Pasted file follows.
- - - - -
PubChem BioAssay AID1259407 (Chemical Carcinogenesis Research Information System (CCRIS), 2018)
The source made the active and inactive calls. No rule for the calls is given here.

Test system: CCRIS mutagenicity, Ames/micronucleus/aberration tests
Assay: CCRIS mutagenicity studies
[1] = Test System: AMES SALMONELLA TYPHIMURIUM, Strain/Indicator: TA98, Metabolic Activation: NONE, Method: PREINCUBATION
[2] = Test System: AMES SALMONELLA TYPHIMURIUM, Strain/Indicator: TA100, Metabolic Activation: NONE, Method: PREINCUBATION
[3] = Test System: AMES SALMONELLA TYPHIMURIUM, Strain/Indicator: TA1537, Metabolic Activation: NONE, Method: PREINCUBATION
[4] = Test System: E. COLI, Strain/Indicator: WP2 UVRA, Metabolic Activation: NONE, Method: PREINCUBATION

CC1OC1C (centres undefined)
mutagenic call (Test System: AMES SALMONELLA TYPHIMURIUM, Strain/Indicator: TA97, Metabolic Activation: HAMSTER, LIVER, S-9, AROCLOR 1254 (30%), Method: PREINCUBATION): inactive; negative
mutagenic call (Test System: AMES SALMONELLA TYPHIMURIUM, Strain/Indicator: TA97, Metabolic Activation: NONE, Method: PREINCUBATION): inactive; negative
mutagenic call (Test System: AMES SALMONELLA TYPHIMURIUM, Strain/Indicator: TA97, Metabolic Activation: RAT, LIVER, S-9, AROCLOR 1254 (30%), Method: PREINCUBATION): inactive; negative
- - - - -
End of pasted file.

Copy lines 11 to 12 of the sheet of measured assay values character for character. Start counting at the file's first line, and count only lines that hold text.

mutagenic call (Test System: AMES SALMONELLA TYPHIMURIUM, Strain/Indicator: TA97, Metabolic Activation: NONE, Method: PREINCUBATION): inactive; negative
mutagenic call (Test System: AMES SALMONELLA TYPHIMURIUM, Strain/Indicator: TA97, Metabolic Activation: RAT, LIVER, S-9, AROCLOR 1254 (30%), Method: PREINCUBATION): inactive; negative